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Thursday, February 14, 2013

Slow, Snore of a Story Too Dull For My Tastes

(Image from Barnes & Noble)

Still reeling from the unexpected death of his mother, the last thing 13-year-old Jack Baker wants is to be shipped off to boarding school.  But that's exactly what has happened.  Jack longs for Kansas and the home he's left behind.  Maine just isn't the same.  Even with his Navy captain father stationed nearby, Jack couldn't feel more adrift.  It's not like he really knows his father—a strict man who's been fighting in the European Theater for the last four years—but he'd rather be in Kansas with him than living on the shores of the Atlantic with a bunch of boys he doesn't know.  Jack's mother would have listened to his concerns; his father doesn't care.

It doesn't take long for Jack to realize he'll never quite fit in at Morton Hill Academy for Boys.  He's a hick, who gets nauseous just looking at the ocean.  Boats are as foreign to him as the moon—he certainly doesn't know how to row like the other boys.  And that's just the most noticeable difference between him and the others.  When Jack meets Early Auden, a strange kid who's mostly ignored by Morton Hill's staff and student body, he knows he's finally made a friend.  No one else hangs out with this oddest of boys, but with Early, Jack feels tolerated, if not accepted.  

When Early hatches a crazy plan to track an (allegedly) extinct bear, Jack wonders if his new pal might be not just weird, but actually insane.  And yet, Jack finds himself following his crazy friend on a wild adventure along the Appalachian Trail.  On the way, they'll encounter pirates, mountain men, and all sorts of other strange characters.  Will they locate the great Appalachian bear?  Or will the startling truths they discover about themselves be enough of a treasure to satisfy the young adventurers?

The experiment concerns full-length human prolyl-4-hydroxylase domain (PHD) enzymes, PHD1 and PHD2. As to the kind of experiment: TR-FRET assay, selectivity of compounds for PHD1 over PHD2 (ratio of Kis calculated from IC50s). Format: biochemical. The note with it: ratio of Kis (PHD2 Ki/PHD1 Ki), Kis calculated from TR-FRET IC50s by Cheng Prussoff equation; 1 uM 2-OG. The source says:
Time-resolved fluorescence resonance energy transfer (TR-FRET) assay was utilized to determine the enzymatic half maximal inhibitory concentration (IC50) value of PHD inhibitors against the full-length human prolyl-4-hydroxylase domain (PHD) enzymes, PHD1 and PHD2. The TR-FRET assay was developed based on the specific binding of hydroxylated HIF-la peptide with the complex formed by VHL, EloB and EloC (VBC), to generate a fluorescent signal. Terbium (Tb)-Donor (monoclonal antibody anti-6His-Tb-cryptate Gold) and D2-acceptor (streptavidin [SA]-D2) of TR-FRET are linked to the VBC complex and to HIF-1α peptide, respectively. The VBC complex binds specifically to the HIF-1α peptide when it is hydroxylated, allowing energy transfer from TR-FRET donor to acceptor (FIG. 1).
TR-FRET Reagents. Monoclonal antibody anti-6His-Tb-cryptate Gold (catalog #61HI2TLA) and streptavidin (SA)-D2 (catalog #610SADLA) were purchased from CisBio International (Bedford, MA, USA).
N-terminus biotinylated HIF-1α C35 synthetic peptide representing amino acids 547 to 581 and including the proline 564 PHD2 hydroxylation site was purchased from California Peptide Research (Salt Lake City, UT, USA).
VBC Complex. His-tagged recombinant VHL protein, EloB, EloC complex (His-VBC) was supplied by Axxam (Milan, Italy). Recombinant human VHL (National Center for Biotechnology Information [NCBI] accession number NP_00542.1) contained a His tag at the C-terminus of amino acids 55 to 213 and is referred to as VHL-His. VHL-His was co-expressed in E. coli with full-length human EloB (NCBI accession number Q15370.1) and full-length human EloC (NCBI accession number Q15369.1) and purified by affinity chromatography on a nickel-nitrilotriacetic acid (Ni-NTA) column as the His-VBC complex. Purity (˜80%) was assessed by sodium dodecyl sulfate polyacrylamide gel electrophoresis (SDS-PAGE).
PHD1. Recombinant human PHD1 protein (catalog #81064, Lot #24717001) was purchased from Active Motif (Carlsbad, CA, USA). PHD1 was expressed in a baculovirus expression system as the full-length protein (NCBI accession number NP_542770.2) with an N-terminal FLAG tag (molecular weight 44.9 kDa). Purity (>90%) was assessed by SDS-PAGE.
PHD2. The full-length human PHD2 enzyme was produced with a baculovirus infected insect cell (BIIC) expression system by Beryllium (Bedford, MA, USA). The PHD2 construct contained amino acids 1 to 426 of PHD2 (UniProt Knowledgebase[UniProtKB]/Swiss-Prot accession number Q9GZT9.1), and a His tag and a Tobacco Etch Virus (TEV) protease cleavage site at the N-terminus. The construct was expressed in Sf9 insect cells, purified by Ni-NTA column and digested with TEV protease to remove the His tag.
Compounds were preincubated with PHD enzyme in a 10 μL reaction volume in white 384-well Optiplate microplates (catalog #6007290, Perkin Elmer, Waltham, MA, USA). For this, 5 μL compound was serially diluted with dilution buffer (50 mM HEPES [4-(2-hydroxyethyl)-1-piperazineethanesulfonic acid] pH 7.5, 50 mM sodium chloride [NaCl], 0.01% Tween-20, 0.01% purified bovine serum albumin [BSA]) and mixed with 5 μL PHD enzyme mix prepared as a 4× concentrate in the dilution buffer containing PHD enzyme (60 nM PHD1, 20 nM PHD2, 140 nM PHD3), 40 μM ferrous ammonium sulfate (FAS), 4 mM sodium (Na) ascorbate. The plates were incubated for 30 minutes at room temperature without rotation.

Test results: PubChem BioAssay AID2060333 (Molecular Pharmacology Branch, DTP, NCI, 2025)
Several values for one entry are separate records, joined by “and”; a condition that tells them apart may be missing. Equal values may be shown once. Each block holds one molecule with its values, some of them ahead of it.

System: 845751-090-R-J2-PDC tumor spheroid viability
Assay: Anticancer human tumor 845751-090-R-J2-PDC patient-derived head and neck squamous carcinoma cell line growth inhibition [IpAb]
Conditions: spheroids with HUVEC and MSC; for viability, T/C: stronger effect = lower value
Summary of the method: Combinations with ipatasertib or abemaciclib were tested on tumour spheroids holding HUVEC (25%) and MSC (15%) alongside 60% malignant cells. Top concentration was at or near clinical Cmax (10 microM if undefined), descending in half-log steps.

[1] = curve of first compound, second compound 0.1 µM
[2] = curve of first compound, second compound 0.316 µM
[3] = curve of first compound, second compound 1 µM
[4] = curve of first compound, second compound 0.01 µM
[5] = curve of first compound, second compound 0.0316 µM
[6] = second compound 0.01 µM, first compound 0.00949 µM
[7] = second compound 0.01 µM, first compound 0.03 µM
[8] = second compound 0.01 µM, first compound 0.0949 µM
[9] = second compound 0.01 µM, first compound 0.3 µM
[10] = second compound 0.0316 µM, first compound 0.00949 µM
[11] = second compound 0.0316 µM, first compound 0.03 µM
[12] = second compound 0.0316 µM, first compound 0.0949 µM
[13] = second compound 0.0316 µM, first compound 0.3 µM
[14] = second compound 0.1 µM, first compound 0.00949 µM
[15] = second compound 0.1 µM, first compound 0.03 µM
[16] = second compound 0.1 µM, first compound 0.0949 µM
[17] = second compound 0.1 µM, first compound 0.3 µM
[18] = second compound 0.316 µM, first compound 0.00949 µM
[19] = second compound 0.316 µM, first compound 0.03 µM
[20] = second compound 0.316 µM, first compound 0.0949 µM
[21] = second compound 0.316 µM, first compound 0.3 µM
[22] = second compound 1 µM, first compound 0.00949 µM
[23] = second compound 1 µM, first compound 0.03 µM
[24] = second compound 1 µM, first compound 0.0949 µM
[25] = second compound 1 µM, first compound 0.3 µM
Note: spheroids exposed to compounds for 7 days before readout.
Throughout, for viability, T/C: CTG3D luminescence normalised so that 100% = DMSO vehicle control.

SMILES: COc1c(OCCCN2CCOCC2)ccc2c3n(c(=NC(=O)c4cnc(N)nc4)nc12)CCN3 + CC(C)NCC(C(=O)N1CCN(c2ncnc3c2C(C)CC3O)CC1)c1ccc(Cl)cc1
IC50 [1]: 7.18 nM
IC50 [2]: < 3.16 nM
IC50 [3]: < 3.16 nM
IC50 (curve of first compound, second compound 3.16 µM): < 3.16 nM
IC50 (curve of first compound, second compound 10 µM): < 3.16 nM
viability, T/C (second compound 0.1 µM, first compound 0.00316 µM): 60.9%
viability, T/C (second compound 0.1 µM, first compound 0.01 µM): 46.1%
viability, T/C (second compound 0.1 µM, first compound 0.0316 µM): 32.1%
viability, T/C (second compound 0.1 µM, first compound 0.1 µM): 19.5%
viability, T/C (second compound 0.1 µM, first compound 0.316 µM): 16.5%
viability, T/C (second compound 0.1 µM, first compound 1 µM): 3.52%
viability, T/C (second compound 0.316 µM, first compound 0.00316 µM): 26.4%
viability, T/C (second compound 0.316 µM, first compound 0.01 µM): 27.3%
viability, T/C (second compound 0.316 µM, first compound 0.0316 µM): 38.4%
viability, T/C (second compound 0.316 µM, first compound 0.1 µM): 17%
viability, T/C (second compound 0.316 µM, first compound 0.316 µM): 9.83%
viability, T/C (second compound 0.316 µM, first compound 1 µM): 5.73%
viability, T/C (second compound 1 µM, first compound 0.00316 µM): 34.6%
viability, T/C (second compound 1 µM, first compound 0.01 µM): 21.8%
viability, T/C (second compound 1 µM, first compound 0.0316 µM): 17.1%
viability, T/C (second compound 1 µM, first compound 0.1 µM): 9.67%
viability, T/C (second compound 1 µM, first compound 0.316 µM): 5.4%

The best words I can think of to describe Navigating Early, a new middle grade novel by the Newbery Award-winning Clare Vanderpool, are the same adjectives with which the boys of Morton Hill labeled Early—strange, odd, weird, etc.  It really is a different kind of book, one that I'm just not sure its target audience is going to appreciate.  The story starts slowly, drags through the middle, and finally picks up at the end.  The question is, will young readers stick around that long?  Because, like I said, it's a strange little book.  And the tale pretty much centers around math.  I mean, its real themes are friendship, loyalty and overcoming grief, but there's a lot of talk about the number pi.  Odd for a children's book.  The writing itself isn't bad, it's just that the story scoots along at such a snail's pace that I grew bored with it very quickly.  Honestly, if I hadn't been reading it as part of my volunteer work at my kids' school, I wouldn't have gotten past the first couple chapters.  I just can't imagine young readers seeing it through to the end either.  

(Readalikes:  Reminds me a little of The Adventures of Tom Sawyer by Mark Twain)

Grade:  C+

If this were a movie, it would be rated:  PG for scary images and violence

To the FTC, with love:  I borrowed a copy of Navigating Early from my children's elementary school library as part of my volunteer work with the school's homegrown reading program.


  1. Have you read Moon Over Manifest? It's amazing. Don't let this one put you off.

    1. No, but I'm still planning to, even though NAVIGATING EARLY definitely wasn't for me.

  2. Oh, I'm so disappointed to hear this! I absolutely loved Moon Over Manifest and was hoping this would be as good. I'll still read it for sure but with a little less excitement. :-)

  3. Yeah, a slow book for middle graders...not good. What a bummer.


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